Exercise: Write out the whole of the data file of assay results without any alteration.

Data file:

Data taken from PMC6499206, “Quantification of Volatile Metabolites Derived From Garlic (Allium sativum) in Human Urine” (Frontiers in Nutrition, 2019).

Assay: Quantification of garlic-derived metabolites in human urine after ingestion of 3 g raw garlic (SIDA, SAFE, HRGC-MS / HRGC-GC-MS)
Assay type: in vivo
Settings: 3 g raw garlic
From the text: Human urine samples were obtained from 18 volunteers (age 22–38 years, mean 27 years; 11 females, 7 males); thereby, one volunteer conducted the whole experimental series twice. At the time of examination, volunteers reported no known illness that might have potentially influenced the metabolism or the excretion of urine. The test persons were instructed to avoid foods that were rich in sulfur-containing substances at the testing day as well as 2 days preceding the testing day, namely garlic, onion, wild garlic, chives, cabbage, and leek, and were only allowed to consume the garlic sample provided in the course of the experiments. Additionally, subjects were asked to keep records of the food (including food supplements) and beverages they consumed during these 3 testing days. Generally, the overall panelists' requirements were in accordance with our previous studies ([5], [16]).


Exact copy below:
Data taken from PMC6499206, “Quantification of Volatile Metabolites Derived From Garlic (Allium sativum) in Human Urine” (Frontiers in Nutrition, 2019).

Assay: Quantification of garlic-derived metabolites in human urine after ingestion of 3 g raw garlic (SIDA, SAFE, HRGC-MS / HRGC-GC-MS)
Assay type: in vivo
Settings: 3 g raw garlic
From the text: Human urine samples were obtained from 18 volunteers (age 22–38 years, mean 27 years; 11 females, 7 males); thereby, one volunteer conducted the whole experimental series twice. At the time of examination, volunteers reported no known illness that might have potentially influenced the metabolism or the excretion of urine. The test persons were instructed to avoid foods that were rich in sulfur-containing substances at the testing day as well as 2 days preceding the testing day, namely garlic, onion, wild garlic, chives, cabbage, and leek, and were only allowed to consume the garlic sample provided in the course of the experiments. Additionally, subjects were asked to keep records of the food (including food supplements) and beverages they consumed during these 3 testing days. Generally, the overall panelists' requirements were in accordance with our previous studies ([5], [16]).